Um, now, now I'm a little concerned as far as the, the retail industry as far as, um, you know, how many of those are going to come back. I mean that's kind of a different animal when you're talking about as a lot of those that are shut down when everything is kind of trending more towards own line, um, of the Amazon's of the world or you know, what have you. And so, you know, we're just kind of have to wait and see where we're really just, you know, just now, two weeks into this shutdown. And so, you know, maybe we'll have a bit of a little bit better idea, you know, when we do this again next time, be able to point the right directions. Who's going to be the winners going forward in the next, uh, next bull market when it comes and it will come. You just don't know when.
Speaker 2: (25:04)
So we talked a little bit about earlier about the volatility of the market and we were talking in the, in kind of the pre show about the VIX. Can you talk about the VIX? Explain real quick what it is and where it's at. And that's, I think why you made that three year timeline as far as if you're going to buy something, it needs to be held for that long because of this factor.
Speaker 1: (25:22)
Yeah. Yeah. There's, there's something called the VIX, which is the volatility index of the, of the market. And you know, for lack of a better term, this thing will attract fear. It'll track fear, force selling, capitulation, whatever you want to call it. And you know, a lot of times what happens in a market like this, um, you may have hedge funds that maybe you've read about, which obviously don't have a good, uh, good, uh, reputation and a lot of cases, um, but they, uh, will borrow a lot of money on margin. And when things don't go their way, they start having to sell everything that's not bolted down in their portfolio. And that can in turn make the VIX go up and that can create some panic. And when the VIX goes up, then us individual retail investors can get scared and we can make some decisions, uh, panic type decisions, which can make the VIX go up.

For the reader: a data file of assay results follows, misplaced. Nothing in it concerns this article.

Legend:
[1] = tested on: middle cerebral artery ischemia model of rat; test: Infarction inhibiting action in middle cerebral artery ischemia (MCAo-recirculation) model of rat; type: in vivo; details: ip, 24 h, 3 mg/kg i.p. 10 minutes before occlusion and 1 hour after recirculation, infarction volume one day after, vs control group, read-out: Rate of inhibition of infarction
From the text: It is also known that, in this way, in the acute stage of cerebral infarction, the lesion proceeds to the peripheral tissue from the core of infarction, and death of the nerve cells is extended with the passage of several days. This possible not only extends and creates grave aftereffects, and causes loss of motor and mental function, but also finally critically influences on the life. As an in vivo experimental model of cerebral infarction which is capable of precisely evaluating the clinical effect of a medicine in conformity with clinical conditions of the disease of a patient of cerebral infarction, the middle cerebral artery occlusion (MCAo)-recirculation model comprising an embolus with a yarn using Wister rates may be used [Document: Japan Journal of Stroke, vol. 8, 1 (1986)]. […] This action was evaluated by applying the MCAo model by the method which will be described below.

Speaker 1: (26:18)
And so the VIX, you know, the range of the VIX that has been trading, it's been trading in this range of around 51 to about 85, which is a pretty big swing. And I will tell you that, you know, it's really, if you're not gonna, if you don't go into the mindset of any money that you're putting in the market, um, that VIX needs to be 31 or less. Um, if it's short term money, you know, if it's money that you're saying, Hey, three years, five years, this is for retirement, you know, it's fine. It's going in your retirement plan or your staff or however you're set up through your employer. Um, you know, that's fine. But, um, you know, if it's not retirement money and it's just, Hey, this is some of my safe money, you just need to have that mindset that, um, you know, it's, uh, you need to look at it as a three year investment, as long as, as long as that VIX is trading that high. So the VIX, you know, if trading below 31 that's, that's good for Stephanie. If it's trading above that, um, that could be bad unless it has three year time horizon.
Speaker 2: (27:26)
So if you've got, if you're an employee and you do have a 401k, you know, there's some options of where you can put your money, but let's say you're self employed or maybe you are an employee, but you're still wanting to be investing right now, would you, what advice would you give people? Would you tell them to continue to stay in the market and put more money as the months go by in the market? Or would you say, Hey, keep what you have in there and then maybe start buying metals like silver or gold? Like how does silver and gold come into play? Cause we, anytime there's any kind of downturn, we always see the gold commercials, like on the news and stuff
Speaker 1: (27:59)
there. Yeah. Um, you know, there's a place for everybody's portfolio for some of that in it. Um, now I would, I would say that probably no more than five to 10% are your portfolio should comprise of those, those type of commodities. You know, talking about volatility, uh, from just a gold standard, I mean the, the gold, uh, the volatility on that, it's been trading for between 40 [inaudible] 50 and about 1700 and kind of back and forth. So it in matter of fact, you know, today is straightened down. And so, you know, it's pretty volatile on that. So it's really just a hedge and um, but you know, there's a place for it. But I would not put a lot of eggs in one basket there. I wouldn't, I wouldn't call William Devane off the commercial and put all your money there even though, even though even though he is.